• Ditto! I knew someone would have musical taste as good as me!
  • Ditto! You’re speaking the truth now, and I knew we’d be good friends.


“Same” is a simpler way of using “same here.” It’s still very informal, and it works well when we want to agree with someone or share experiences with them. It’s a good way to relate to your friends when conversing.

Here are some examples of how it works:

  • Same! I didn’t think you’d be able to say something that I actually relate to!
  • Oh my god! Same, man! Thank you for speaking out about it!
  • Same! I’d love to go to the place that Jill just suggested!

Join The Club

“Join the club” works when we want to agree with someone or let them know we share a common interest or thought. We use the word “club” to set up a false informal situation where multiple people can have some common ground.

The “club” isn’t an actual thing. It’s not something that we encourage people to join. It’s simply used as a metaphor to show that we already did the thing that someone else mentioned, and we want them to know that they are not alone now that they’ve done it too.

Some of these examples will help you to make more sense of it:

  • Join the club, Freddie! I knew someone else would make the same mistake as me sooner or later.
  • Join the club! I never thought that you, of all people, would be the one to agree with me!
  • Join the club, buddy! It’s great over here when no one else agrees with us!

Welcome To The Club

“Welcome to the club” is another way to reference the informal “club.” We use this in the same way as above, where we are part of the “club,” and someone says something that we can relate to. While the “club” doesn’t exist, it shows that we share common interests.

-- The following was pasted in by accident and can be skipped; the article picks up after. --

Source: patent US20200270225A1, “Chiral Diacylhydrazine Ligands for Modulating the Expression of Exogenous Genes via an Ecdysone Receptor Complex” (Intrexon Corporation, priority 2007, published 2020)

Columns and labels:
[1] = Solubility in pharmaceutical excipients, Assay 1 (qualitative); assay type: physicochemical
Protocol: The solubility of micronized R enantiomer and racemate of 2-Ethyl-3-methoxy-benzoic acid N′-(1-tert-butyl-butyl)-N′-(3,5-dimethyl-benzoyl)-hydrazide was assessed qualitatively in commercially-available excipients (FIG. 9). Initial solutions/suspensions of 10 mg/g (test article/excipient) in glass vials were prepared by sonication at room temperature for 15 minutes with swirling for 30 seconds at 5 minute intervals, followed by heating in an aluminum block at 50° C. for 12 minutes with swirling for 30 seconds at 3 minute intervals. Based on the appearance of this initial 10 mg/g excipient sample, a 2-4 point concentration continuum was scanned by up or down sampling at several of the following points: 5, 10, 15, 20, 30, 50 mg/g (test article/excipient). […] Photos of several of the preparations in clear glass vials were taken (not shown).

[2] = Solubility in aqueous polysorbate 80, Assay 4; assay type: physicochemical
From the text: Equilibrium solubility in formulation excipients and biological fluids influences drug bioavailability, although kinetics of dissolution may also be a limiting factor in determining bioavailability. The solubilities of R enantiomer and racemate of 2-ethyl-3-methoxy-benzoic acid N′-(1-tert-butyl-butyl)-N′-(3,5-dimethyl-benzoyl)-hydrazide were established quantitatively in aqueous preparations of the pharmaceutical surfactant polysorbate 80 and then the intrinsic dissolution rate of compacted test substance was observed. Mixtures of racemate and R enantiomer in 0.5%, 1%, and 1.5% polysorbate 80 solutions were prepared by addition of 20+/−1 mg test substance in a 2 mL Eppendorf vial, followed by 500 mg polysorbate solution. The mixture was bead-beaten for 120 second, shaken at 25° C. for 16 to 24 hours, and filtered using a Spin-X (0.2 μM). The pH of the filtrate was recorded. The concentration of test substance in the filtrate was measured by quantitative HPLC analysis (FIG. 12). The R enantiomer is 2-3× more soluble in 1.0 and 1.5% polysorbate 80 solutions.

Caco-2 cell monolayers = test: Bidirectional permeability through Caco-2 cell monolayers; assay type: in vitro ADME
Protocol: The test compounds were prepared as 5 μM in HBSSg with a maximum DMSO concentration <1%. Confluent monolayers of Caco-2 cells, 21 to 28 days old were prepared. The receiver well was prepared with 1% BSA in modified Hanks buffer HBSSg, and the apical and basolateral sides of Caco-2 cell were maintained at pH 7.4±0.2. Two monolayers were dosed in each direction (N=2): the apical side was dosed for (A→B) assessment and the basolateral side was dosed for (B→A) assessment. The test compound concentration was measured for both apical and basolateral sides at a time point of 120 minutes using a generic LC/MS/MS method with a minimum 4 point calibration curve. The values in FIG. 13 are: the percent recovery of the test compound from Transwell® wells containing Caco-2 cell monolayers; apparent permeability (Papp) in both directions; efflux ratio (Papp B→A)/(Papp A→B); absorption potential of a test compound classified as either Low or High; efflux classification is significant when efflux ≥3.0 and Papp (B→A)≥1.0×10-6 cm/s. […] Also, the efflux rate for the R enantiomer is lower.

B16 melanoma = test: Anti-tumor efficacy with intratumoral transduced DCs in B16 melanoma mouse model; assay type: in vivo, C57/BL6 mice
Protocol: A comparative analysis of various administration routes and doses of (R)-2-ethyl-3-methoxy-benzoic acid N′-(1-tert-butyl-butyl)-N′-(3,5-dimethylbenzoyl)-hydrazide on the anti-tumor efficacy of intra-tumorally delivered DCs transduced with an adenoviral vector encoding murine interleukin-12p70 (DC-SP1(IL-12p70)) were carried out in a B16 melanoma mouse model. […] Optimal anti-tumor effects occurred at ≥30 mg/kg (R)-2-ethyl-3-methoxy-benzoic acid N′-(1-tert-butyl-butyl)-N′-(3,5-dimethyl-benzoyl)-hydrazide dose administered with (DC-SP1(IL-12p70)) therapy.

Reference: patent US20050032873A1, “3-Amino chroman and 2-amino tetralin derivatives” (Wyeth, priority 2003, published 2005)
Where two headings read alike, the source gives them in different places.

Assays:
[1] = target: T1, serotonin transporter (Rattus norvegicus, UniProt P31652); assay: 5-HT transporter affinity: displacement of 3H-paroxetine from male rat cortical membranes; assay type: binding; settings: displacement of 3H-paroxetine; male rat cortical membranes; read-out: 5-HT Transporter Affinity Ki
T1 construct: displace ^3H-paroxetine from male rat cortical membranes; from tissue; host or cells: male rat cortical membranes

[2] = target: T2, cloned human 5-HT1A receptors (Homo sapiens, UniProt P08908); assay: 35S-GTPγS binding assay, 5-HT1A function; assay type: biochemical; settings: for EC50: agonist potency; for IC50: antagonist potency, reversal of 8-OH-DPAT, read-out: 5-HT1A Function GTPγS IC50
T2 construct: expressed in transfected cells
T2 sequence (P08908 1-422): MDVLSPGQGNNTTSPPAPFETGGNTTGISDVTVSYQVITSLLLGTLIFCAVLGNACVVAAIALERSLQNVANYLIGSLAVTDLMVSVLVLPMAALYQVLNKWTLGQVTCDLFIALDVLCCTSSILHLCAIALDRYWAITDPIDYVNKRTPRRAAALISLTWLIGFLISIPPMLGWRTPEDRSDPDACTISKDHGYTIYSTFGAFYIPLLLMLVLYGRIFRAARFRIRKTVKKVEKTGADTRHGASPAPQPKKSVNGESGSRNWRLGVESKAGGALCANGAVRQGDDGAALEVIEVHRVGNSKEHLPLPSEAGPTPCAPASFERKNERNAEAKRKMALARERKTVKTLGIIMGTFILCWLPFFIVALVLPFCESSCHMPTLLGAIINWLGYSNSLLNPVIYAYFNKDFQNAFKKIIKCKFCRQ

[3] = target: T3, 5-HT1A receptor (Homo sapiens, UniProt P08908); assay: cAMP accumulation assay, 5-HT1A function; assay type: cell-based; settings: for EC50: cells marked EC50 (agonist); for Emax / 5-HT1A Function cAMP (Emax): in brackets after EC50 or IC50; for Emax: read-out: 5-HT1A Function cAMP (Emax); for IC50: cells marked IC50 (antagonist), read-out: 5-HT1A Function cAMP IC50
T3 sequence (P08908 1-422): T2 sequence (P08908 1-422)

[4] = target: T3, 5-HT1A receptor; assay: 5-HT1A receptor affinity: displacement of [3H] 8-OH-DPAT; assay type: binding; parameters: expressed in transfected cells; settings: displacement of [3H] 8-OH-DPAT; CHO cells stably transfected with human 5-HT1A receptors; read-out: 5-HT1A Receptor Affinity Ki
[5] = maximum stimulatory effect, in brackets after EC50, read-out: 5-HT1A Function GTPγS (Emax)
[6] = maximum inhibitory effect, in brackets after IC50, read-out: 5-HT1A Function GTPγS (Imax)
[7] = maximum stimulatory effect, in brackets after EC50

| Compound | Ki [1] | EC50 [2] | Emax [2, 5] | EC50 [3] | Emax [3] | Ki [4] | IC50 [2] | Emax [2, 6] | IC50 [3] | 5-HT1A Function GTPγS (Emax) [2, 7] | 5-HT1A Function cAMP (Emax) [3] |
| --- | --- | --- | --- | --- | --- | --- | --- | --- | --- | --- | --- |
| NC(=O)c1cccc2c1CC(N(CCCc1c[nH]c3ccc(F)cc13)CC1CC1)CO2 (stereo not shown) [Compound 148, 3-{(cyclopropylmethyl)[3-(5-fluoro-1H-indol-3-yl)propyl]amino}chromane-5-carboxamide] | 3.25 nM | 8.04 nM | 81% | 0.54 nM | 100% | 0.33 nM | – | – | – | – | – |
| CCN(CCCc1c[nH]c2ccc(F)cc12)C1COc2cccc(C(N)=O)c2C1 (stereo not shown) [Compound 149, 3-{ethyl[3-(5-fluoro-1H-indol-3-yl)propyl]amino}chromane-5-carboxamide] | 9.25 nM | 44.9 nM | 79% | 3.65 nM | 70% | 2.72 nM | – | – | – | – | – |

Check out some of these examples for more information:

  • Welcome to the club, Martin! It’s a pleasure to have you here agreeing with me!
  • Welcome to the club! I’m not going to lie; I thought I’d be the only one here!
  • Welcome to the club! I had to go through something like that years ago too!

Me Also

“Me also” is a direct replacement for “Me too.” We can use “too” and “also” synonymously, though it’s much more common for “too” to be used (especially informally). Still, if you like the way this phrase sounds, there is nothing grammatically wrong with it.

Check out the following examples to see how it works:

  • Me also! I thought I was the only one who thought that.
  • Can you get some for me also? I would love to eat some fresh pizza!
  • Me also, please! Thank you for asking!

Me As Well

“Me as well” is another direct alternative to “me too.” It’s not as common to use “as well” in place of “too” in the phrase, but some people do like to use it to keep their language fresh. It’s up to you whether this will work or not.

These examples will help you to see how it works: